Thanks for sharing this — I think bootstrapped companies get way too little exposure so people think raising money is the way to go. For 99% of companies it’s not AND the reason has nothing to do with anything the entrepreneur can change. It’s about the business model.
I say this as someone who A) has started, run, and lived off bootstrapped companies since 1979 and B)been an angel investor and mentored more than a few startups.
To your questions of how to grow this thing. I can’t make any recommendations without understanding more details about your unit economics, your business model, your goals and some other stuff. Be happy to chat in a more private way if you want — john (at) CEOBootCamp (dot) com.
But I can say this. The best money comes from customers. People have grown billion dollar companies that way. Almost any other source of funds comes with strings. Those strings are different for each funding style but all can turn into nooses more easily than you think.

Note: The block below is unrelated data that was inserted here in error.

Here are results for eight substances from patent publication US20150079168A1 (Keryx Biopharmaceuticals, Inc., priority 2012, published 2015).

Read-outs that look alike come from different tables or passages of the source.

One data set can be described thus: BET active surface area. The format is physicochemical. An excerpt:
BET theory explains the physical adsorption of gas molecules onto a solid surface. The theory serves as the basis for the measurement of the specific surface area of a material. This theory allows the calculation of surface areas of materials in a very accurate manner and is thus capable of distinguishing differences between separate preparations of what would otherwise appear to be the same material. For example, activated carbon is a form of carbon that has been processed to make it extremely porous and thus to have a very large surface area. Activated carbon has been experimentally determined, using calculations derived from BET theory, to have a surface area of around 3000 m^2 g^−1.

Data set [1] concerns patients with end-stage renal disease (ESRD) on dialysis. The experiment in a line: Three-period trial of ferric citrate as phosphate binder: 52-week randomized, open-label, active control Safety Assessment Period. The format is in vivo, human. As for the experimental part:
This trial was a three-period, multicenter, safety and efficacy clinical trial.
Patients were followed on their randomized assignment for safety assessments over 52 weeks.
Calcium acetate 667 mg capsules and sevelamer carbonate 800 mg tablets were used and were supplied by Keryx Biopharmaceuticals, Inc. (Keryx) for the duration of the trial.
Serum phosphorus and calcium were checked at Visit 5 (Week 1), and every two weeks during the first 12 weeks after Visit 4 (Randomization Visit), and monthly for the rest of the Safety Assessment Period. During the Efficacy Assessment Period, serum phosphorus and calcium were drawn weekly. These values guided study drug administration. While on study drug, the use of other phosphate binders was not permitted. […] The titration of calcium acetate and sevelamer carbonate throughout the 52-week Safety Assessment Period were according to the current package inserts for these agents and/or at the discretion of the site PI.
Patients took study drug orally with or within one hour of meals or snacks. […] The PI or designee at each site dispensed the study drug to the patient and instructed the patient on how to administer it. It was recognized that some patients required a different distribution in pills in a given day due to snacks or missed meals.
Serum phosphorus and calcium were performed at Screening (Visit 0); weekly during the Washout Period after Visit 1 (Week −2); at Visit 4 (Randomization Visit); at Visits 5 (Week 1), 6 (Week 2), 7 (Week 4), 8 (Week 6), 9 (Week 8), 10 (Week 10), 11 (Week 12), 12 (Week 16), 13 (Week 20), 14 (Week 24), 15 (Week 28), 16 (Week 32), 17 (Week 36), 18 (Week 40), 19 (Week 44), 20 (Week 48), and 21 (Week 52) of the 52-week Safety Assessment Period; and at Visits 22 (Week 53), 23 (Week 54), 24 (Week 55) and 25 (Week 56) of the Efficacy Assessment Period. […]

With very few exceptions, you can’t go wrong selling customers something they like to pay for, at a profit. Those exceptions have to do with the context (business model and sometimes competitive space) but don’t apply to most situations.
You ask for a family-centric path. I know of none better than being in control of a lifestyle business at the proper scale. The critical phrase in that sentence is not “lifestyle business” which is often used in a demeaning way. But it’s actually a way that a lot of wealth (financial and otherwise) has been generated. The critical phrase is “at the proper scale”. The wrong scale (sometimes too big, sometimes too small) has tripped up many a family-centric company, in my experience.